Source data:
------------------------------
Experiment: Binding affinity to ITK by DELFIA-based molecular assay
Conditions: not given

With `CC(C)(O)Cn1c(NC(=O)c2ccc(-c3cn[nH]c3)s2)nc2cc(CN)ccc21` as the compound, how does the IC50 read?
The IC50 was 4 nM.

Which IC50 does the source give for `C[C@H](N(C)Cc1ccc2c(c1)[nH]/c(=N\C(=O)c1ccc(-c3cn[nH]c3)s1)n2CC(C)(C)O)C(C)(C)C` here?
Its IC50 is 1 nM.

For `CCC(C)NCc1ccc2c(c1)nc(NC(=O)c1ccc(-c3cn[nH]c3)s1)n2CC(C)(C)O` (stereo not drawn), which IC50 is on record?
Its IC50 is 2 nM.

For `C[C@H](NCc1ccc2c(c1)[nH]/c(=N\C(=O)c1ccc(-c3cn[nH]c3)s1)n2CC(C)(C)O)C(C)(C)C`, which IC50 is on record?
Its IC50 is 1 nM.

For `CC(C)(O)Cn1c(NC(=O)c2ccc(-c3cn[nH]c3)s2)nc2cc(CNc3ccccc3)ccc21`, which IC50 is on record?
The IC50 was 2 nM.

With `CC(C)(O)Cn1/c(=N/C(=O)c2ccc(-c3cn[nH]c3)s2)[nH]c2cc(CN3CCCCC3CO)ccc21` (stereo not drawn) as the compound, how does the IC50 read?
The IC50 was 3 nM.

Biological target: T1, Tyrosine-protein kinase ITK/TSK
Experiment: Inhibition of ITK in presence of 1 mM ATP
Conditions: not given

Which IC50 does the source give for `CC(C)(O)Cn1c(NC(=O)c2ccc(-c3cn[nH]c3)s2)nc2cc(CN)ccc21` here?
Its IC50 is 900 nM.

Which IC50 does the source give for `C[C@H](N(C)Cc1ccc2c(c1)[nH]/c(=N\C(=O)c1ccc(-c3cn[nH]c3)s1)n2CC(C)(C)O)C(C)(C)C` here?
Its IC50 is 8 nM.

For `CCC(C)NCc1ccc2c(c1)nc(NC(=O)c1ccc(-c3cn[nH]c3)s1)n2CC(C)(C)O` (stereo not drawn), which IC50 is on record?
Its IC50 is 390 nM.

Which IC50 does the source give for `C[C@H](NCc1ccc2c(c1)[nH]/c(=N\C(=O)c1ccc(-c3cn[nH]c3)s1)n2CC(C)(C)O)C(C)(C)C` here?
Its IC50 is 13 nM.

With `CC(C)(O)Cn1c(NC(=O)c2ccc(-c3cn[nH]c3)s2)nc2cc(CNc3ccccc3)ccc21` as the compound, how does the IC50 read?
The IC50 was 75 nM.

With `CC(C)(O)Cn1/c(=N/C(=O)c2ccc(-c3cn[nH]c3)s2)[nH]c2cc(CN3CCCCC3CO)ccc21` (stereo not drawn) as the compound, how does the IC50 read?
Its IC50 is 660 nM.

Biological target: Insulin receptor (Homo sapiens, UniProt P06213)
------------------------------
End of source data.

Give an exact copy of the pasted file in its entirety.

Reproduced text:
Experiment: Binding affinity to ITK by DELFIA-based molecular assay
Conditions: not given

With `CC(C)(O)Cn1c(NC(=O)c2ccc(-c3cn[nH]c3)s2)nc2cc(CN)ccc21` as the compound, how does the IC50 read?
The IC50 was 4 nM.

Which IC50 does the source give for `C[C@H](N(C)Cc1ccc2c(c1)[nH]/c(=N\C(=O)c1ccc(-c3cn[nH]c3)s1)n2CC(C)(C)O)C(C)(C)C` here?
Its IC50 is 1 nM.

For `CCC(C)NCc1ccc2c(c1)nc(NC(=O)c1ccc(-c3cn[nH]c3)s1)n2CC(C)(C)O` (stereo not drawn), which IC50 is on record?
Its IC50 is 2 nM.

For `C[C@H](NCc1ccc2c(c1)[nH]/c(=N\C(=O)c1ccc(-c3cn[nH]c3)s1)n2CC(C)(C)O)C(C)(C)C`, which IC50 is on record?
Its IC50 is 1 nM.

For `CC(C)(O)Cn1c(NC(=O)c2ccc(-c3cn[nH]c3)s2)nc2cc(CNc3ccccc3)ccc21`, which IC50 is on record?
The IC50 was 2 nM.

With `CC(C)(O)Cn1/c(=N/C(=O)c2ccc(-c3cn[nH]c3)s2)[nH]c2cc(CN3CCCCC3CO)ccc21` (stereo not drawn) as the compound, how does the IC50 read?
The IC50 was 3 nM.

Biological target: T1, Tyrosine-protein kinase ITK/TSK
Experiment: Inhibition of ITK in presence of 1 mM ATP
Conditions: not given

Which IC50 does the source give for `CC(C)(O)Cn1c(NC(=O)c2ccc(-c3cn[nH]c3)s2)nc2cc(CN)ccc21` here?
Its IC50 is 900 nM.

Which IC50 does the source give for `C[C@H](N(C)Cc1ccc2c(c1)[nH]/c(=N\C(=O)c1ccc(-c3cn[nH]c3)s1)n2CC(C)(C)O)C(C)(C)C` here?
Its IC50 is 8 nM.

For `CCC(C)NCc1ccc2c(c1)nc(NC(=O)c1ccc(-c3cn[nH]c3)s1)n2CC(C)(C)O` (stereo not drawn), which IC50 is on record?
Its IC50 is 390 nM.

Which IC50 does the source give for `C[C@H](NCc1ccc2c(c1)[nH]/c(=N\C(=O)c1ccc(-c3cn[nH]c3)s1)n2CC(C)(C)O)C(C)(C)C` here?
Its IC50 is 13 nM.

With `CC(C)(O)Cn1c(NC(=O)c2ccc(-c3cn[nH]c3)s2)nc2cc(CNc3ccccc3)ccc21` as the compound, how does the IC50 read?
The IC50 was 75 nM.

With `CC(C)(O)Cn1/c(=N/C(=O)c2ccc(-c3cn[nH]c3)s2)[nH]c2cc(CN3CCCCC3CO)ccc21` (stereo not drawn) as the compound, how does the IC50 read?
Its IC50 is 660 nM.

Biological target: Insulin receptor (Homo sapiens, UniProt P06213)